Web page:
Glossary term

Just Transition

Last Updated:

Number of definitions:

3

Definition 1

Just Transition means that before implementing Mitigation Measures, [the Company/ Party] will:

(a) conduct a risk assessment of the proposed measure(s) on affected stakeholders, including its employees, value chain partners and their workers, and communities impacted by its business activities;

(b) consult the affected stakeholders; and

(c) implement measures that will avoid, or if not possible, mitigate any negative outcomes caused by the Mitigation Measures.

Definition 2

Just Transition of the Workforce means addressing existing and potential social and economic inequalities that affect a workforce as an organisation decarbonises. This can include:

(a) consulting employees and/or trade unions to understand their concerns and priorities;

(b) training employees in new skills and work practices;

(c) providing financial compensation for job losses or other inequalities that may arise; and

(d) helping employees relocate to access replacement work.

Definition 3

Transition Finance means financial assistance (such as loans or other financial products) that supports the just transition of organisations in carbon-intensive sectors or sectors that face high decarbonisation costs.

Drafting notes and guidance

Just transition means the shift to a decarbonised and climate resilient global economy in a manner that is fair, equitable and inclusive for all involved, including by creating quality jobs, facilitating social inclusion and aiming to eradicate poverty.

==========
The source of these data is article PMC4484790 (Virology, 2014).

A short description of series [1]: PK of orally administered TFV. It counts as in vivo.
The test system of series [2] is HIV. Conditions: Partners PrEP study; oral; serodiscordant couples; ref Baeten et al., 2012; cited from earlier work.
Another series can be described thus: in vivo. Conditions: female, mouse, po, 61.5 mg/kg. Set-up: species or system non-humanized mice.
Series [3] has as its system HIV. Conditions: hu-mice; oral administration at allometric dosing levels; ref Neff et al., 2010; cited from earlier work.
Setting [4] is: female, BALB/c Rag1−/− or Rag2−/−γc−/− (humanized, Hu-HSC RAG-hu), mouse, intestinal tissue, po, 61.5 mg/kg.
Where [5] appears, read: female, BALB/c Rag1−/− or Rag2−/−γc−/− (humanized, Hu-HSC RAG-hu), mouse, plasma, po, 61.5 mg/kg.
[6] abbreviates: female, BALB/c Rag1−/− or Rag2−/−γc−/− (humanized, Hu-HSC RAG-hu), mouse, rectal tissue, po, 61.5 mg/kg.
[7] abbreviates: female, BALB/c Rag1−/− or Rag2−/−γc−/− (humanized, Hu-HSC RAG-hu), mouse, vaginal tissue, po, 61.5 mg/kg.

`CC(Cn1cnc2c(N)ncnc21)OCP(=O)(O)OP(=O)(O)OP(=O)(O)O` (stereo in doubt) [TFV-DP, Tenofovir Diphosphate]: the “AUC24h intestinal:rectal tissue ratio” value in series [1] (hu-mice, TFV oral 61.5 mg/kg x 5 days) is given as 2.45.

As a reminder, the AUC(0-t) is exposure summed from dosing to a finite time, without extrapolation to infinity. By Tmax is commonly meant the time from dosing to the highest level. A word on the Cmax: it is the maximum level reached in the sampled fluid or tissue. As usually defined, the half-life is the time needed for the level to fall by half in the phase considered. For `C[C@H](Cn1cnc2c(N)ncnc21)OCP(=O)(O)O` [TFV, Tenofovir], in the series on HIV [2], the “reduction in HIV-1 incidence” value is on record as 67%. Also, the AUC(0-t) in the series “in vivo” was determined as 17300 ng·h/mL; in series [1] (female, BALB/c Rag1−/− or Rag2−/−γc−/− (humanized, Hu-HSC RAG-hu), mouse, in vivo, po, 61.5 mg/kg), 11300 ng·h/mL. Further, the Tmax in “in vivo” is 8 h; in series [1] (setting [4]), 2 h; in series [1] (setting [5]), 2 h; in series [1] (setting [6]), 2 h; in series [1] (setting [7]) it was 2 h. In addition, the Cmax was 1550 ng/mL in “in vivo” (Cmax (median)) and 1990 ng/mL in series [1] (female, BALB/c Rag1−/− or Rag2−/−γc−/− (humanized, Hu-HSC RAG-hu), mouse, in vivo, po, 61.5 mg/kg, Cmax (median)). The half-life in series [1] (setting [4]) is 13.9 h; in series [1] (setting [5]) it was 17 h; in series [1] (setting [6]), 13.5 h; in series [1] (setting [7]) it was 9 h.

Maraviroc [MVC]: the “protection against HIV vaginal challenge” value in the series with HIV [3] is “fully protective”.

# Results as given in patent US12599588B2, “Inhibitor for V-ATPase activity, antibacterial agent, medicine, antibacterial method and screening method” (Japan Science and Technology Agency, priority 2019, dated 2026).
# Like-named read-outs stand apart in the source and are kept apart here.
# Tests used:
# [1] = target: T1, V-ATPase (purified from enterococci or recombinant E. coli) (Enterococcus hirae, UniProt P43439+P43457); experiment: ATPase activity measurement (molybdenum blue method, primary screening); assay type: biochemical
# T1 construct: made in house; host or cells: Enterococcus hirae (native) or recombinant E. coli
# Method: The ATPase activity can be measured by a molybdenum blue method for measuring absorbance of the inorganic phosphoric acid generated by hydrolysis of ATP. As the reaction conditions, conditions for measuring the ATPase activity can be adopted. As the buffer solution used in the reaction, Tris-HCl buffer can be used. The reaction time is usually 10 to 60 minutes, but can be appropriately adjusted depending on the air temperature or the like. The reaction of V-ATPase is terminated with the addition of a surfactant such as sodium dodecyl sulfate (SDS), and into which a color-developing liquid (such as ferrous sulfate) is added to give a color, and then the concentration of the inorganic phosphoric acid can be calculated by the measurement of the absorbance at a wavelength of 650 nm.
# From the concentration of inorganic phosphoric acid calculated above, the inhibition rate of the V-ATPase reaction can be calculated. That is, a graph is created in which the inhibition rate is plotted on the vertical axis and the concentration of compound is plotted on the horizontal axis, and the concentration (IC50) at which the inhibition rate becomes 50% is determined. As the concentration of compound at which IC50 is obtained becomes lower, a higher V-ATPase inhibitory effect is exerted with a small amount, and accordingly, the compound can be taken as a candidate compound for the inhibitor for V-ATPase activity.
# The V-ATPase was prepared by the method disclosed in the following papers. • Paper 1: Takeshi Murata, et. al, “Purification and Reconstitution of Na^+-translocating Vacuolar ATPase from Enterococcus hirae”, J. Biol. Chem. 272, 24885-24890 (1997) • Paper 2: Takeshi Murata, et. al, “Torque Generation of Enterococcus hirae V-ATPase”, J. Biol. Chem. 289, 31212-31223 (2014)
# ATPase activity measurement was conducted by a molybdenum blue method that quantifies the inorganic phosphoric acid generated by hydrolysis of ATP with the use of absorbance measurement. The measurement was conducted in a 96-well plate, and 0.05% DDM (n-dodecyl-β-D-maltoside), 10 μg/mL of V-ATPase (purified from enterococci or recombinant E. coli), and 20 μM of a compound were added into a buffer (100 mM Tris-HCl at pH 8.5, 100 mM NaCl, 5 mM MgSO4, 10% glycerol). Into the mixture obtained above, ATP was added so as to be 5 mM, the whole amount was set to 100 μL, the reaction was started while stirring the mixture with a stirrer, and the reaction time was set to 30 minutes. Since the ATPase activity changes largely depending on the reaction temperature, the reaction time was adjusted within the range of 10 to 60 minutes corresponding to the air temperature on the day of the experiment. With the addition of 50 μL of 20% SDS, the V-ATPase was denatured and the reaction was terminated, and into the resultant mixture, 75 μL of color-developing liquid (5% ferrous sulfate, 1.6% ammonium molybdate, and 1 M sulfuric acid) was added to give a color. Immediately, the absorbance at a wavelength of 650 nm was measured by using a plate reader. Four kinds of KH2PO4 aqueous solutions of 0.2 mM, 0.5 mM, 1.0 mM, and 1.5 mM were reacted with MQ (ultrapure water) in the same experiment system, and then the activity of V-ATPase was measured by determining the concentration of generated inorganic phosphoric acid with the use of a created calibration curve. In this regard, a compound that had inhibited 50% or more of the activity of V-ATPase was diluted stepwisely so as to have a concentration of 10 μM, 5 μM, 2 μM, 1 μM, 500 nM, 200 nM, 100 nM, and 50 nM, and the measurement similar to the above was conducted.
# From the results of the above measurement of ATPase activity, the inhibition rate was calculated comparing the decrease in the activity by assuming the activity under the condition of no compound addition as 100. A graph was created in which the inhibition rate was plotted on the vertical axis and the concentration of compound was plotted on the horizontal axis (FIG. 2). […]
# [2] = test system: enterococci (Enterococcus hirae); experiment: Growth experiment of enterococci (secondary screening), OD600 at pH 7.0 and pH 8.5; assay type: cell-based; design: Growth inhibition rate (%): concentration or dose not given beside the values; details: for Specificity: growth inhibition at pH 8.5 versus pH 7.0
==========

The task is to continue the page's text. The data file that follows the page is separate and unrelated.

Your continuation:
For more information on how to implement just transition concepts in contracts and company operations, please see our Just Transition Resources.


Just transition litigation Just transition litigation includes cases that rely in whole or in part on human rights arguments to question the distribution of the benefits and burdens of the transition away from fossil fuels and towards net-zero emissions. For example, States and companies are being sued for allowing the building of renewable energy infrastructure on land traditionally owned by indigenous peoples or land over which traditional people have cultural rights.


Option 3 - Transition finance

Transition finance may be needed where decarbonisation costs are high. This includes sectors that lack decarbonised technological solutions or where the cost of the transition is significantly higher than current technologies. These sectors are often described as hard-to-abate. They include heavy industry (cement, steel, chemicals and aluminium) and heavy duty transport (shipping, long-distance haulage and aviation), which together account for nearly one-third of global CO2 emissions.

Examples of transition finance include:

  • The Just Transition Fund Mechanism is a key tool to ensure the transition towards a climate-neutral economy in a fair way. It mobilises 55bn EUR of targeted support from 2021 to 2027. EU regulation (EU 2021/1229) creates a public sector loan facility to provide grants to regions that are the most carbon-intensive or with the most people working in fossil fuels.
  • The Scottish Oil and Gas Transition Training Fund was established to provide grants to workers in the oil and gas sector. This is to ensure they can undertake training and re-skilling to help them transition to employment in more in-demand green sectors.
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